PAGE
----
Author’s Bookshelf: Sentinels of New Orleans by Suzanne Johnson — July 22, 2013

Author’s Bookshelf: Sentinels of New Orleans by Suzanne Johnson

Sorry that post title is a bit misleading. It’s not one book, but two that I’ll be discussing today. But they’re the first two in a series so I’m going to lump them together.

Royal Street & River Road by Suzanne Johnson (Books 1 & 2 in the Sentinels of New Orleans UF series)

Why I read them: The author recently sold books 4 & 5 in the series. When the deal listing showed up in my inbox the description of the series intrigued me. So I bought the first book.

Mini-review: I devoured these books. DJ, the MC, is smart, tries to be sassy and witty (and usually fails at the latter), and funny. (Was that redundant?) And the men in her life? Let’s just say that if the men in her life showed up in mine, it’d be totally complicated and well, interesting. I love the three guys who make her life super-complicated and yet help her navigate the complexities with relative ease. The stories are intriguing blends of PNR and mysteries. But definitely minus the weak heroines of some PNR stories. How’s a girl to choose between a were, a shifter, and an undead suave pirate? (Technically not a zombie. Zombies are mentioned as separate from the historically undead, as the pirate is.)

Final review: Thumbs up. I was reminded of Jim Butcher’s Dresden Files, but I liked these books a lot more than the first two of his. Definitely will be reading book 3 when it is published next month.

Also, I just have to point out how much I like the covers. While it’s the girl-on-cover trend, it actually fits the character. They haven’t just put her in a pretty dress to market the books. And the staff she’s holding? Key to a couple of plots/subplots and a big factor in the books. A cover that actually relates to what’s on the inside seems so rare these days, especially in YA. (Which this is not.)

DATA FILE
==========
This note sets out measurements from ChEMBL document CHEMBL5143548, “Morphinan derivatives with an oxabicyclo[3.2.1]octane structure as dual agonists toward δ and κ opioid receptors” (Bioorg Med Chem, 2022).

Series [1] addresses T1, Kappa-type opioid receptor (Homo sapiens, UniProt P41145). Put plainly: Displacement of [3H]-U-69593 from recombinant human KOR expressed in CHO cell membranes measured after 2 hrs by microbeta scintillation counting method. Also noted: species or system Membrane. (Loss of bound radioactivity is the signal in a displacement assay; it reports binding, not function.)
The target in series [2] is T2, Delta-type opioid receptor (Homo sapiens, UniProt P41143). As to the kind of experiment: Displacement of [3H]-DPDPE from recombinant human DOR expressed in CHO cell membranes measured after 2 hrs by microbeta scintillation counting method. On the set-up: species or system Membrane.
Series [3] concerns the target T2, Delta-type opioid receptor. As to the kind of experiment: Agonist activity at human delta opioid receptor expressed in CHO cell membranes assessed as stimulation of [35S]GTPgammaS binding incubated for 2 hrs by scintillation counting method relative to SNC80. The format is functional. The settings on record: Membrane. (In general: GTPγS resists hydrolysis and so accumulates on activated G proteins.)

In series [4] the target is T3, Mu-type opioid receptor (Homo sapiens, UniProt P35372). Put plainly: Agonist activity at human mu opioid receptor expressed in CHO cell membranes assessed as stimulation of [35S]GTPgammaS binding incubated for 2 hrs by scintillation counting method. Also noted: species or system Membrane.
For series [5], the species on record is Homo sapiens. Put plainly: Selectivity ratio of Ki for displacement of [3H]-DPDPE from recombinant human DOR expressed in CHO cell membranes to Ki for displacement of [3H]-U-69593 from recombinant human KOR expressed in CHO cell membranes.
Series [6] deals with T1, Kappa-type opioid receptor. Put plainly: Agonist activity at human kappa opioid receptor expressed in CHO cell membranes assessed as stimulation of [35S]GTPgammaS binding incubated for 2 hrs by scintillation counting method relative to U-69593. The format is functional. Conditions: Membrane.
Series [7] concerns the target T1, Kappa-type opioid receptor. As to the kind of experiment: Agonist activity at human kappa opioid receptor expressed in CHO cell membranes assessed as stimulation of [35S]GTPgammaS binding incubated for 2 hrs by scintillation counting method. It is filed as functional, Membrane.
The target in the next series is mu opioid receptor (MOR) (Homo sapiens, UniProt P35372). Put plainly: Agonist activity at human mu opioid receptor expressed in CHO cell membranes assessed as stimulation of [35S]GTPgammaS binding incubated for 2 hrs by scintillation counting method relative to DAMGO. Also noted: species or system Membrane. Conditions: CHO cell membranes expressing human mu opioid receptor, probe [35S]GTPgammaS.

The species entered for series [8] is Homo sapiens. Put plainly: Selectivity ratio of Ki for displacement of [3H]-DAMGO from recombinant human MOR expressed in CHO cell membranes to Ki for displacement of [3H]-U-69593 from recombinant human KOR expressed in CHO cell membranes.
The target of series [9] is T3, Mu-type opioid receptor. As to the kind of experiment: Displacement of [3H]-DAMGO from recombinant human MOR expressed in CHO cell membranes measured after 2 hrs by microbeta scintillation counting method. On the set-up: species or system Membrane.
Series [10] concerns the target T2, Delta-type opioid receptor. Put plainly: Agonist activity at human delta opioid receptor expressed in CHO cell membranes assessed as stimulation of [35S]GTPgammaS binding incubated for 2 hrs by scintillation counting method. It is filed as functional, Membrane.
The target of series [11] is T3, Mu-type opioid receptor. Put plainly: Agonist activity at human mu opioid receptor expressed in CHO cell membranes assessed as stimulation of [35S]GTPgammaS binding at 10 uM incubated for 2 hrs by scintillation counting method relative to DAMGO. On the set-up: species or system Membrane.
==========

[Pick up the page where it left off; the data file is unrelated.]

Disclaimer: A bit on the salty side where language is concerned. No explicit scenes (yet).

Author’s Bookshelf 6/16/13-6/22/13 — June 21, 2013

Author’s Bookshelf 6/16/13-6/22/13

This time around, I’m not putting the book title in the post header. That’s because I’ve read more than one book this go-around and I’m lumping them together with short reviews.

First up is Brandon Sanderson’s The Rithamtist.

Why I read it: My brother loves Sanderson’s books. When I told my brother the author would be signing at a couple local-ish spots in June as a heads up for him, he said he’d only go if I went. Not wanting to go into the signing without ever having read something of Sanderson’s, I opted for the book he’s promoting with this tour.

Mini-review: Slow start isn’t a bad thing. In this case, it was. The book dragged for the first 100 pages or so. It picked up after that and I did finish the book. I never could quite reconcile the modern-sounding language with the Victorian-era alternate-Earth setting. It actually took me probably half the book to sort out this was an alternate history rather than a post-apocalyptic setting. (Dense, me?) I honestly thought it was something like Hunger Games where a cataclysmic seismic event had fractured the North American continent and we’d reverted to Latin names for everything. The story itself was intriguing but the ending was a let-down.

Final review: Thumbs sideways. Intriguing premise but in the end not my cup of tea, I guess.

Next, I’m going to lump the other two books together. Storm Front and Fool Moon, both by Jim Butcher.

Why I read them: My brother loves the series. Thought I’d give it a try.

Mini-review: As with Sanderson’s book, the premise is intriguing. But in the end, the style and genre just aren’t my cup. All the side characters felt very flat and often times I found the plots too convoluted for sanity. I did laugh at many parts, mostly just little one-liners here and there. That said, I haven’t fallen in love with Harry Dresden enough to take the plunge on the further series.

Final review: Thumbs sideways. I won’t be reading more of Dresden but I’ve spent worse time than reading these books.

Author’s Bookshelf: Transcend by Christine Fonseca — June 14, 2013

Author’s Bookshelf: Transcend by Christine Fonseca

Yay! Another book review!

I’m slowly working my way through my TBR pile. (Though the curse of the TBR Fairy is that books keep getting added so it’s never going to get to zero.)

Why I read it: I’ve been dying to get my hands on this one for a while now. I finally just had my local indie order a copy from the publishers for me.

A, I love the cover. I mean, how gorgeous is that? And it perfectly conveys the main character’s struggle and story arc. B, it’s a riff on Phantom of the Opera. Any excuse to continually hum Weber’s music is a bonus in my book. C, it sounded so stinking awesome from the back cover copy.